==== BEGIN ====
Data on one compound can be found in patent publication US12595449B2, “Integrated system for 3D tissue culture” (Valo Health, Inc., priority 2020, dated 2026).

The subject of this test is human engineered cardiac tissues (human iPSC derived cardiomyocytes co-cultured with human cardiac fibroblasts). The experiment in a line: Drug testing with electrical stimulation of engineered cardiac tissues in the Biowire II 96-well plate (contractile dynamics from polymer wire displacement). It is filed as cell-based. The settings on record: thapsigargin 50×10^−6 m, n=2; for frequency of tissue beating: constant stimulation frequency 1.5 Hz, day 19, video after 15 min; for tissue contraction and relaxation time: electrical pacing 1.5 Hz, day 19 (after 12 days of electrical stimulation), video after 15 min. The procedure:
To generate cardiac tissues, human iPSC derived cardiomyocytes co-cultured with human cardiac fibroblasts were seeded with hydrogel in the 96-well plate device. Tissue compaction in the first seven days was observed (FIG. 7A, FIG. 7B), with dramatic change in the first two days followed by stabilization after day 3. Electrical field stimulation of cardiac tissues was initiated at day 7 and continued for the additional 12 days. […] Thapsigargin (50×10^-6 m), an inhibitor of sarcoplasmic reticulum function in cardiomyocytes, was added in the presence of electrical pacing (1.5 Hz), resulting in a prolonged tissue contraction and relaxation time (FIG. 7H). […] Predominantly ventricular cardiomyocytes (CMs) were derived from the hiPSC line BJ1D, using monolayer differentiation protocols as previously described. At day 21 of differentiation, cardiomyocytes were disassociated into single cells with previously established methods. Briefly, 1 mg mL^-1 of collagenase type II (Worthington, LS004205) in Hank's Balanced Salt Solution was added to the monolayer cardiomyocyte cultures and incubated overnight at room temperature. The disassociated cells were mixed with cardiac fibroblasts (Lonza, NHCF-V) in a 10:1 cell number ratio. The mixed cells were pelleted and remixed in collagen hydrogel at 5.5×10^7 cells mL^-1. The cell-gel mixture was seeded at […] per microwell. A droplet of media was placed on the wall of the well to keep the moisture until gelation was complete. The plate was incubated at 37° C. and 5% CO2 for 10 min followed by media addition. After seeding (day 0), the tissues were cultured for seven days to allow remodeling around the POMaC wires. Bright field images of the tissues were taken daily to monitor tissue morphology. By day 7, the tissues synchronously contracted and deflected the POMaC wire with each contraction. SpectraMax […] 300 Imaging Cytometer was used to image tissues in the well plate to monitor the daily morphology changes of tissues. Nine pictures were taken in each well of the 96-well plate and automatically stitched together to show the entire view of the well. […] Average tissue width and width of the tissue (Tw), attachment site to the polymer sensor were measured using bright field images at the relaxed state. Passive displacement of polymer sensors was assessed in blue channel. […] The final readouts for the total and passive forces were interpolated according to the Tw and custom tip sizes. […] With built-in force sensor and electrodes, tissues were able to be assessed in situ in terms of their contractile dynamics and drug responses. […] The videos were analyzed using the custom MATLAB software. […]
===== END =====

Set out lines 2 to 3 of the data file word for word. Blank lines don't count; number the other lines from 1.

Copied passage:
The subject of this test is human engineered cardiac tissues (human iPSC derived cardiomyocytes co-cultured with human cardiac fibroblasts). The experiment in a line: Drug testing with electrical stimulation of engineered cardiac tissues in the Biowire II 96-well plate (contractile dynamics from polymer wire displacement). It is filed as cell-based. The settings on record: thapsigargin 50×10^−6 m, n=2; for frequency of tissue beating: constant stimulation frequency 1.5 Hz, day 19, video after 15 min; for tissue contraction and relaxation time: electrical pacing 1.5 Hz, day 19 (after 12 days of electrical stimulation), video after 15 min. The procedure:
To generate cardiac tissues, human iPSC derived cardiomyocytes co-cultured with human cardiac fibroblasts were seeded with hydrogel in the 96-well plate device. Tissue compaction in the first seven days was observed (FIG. 7A, FIG. 7B), with dramatic change in the first two days followed by stabilization after day 3. Electrical field stimulation of cardiac tissues was initiated at day 7 and continued for the additional 12 days. […] Thapsigargin (50×10^-6 m), an inhibitor of sarcoplasmic reticulum function in cardiomyocytes, was added in the presence of electrical pacing (1.5 Hz), resulting in a prolonged tissue contraction and relaxation time (FIG. 7H). […] Predominantly ventricular cardiomyocytes (CMs) were derived from the hiPSC line BJ1D, using monolayer differentiation protocols as previously described. At day 21 of differentiation, cardiomyocytes were disassociated into single cells with previously established methods. Briefly, 1 mg mL^-1 of collagenase type II (Worthington, LS004205) in Hank's Balanced Salt Solution was added to the monolayer cardiomyocyte cultures and incubated overnight at room temperature. The disassociated cells were mixed with cardiac fibroblasts (Lonza, NHCF-V) in a 10:1 cell number ratio. The mixed cells were pelleted and remixed in collagen hydrogel at 5.5×10^7 cells mL^-1. The cell-gel mixture was seeded at […] per microwell. A droplet of media was placed on the wall of the well to keep the moisture until gelation was complete. The plate was incubated at 37° C. and 5% CO2 for 10 min followed by media addition. After seeding (day 0), the tissues were cultured for seven days to allow remodeling around the POMaC wires. Bright field images of the tissues were taken daily to monitor tissue morphology. By day 7, the tissues synchronously contracted and deflected the POMaC wire with each contraction. SpectraMax […] 300 Imaging Cytometer was used to image tissues in the well plate to monitor the daily morphology changes of tissues. Nine pictures were taken in each well of the 96-well plate and automatically stitched together to show the entire view of the well. […] Average tissue width and width of the tissue (Tw), attachment site to the polymer sensor were measured using bright field images at the relaxed state. Passive displacement of polymer sensors was assessed in blue channel. […] The final readouts for the total and passive forces were interpolated according to the Tw and custom tip sizes. […] With built-in force sensor and electrodes, tissues were able to be assessed in situ in terms of their contractile dynamics and drug responses. […] The videos were analyzed using the custom MATLAB software. […]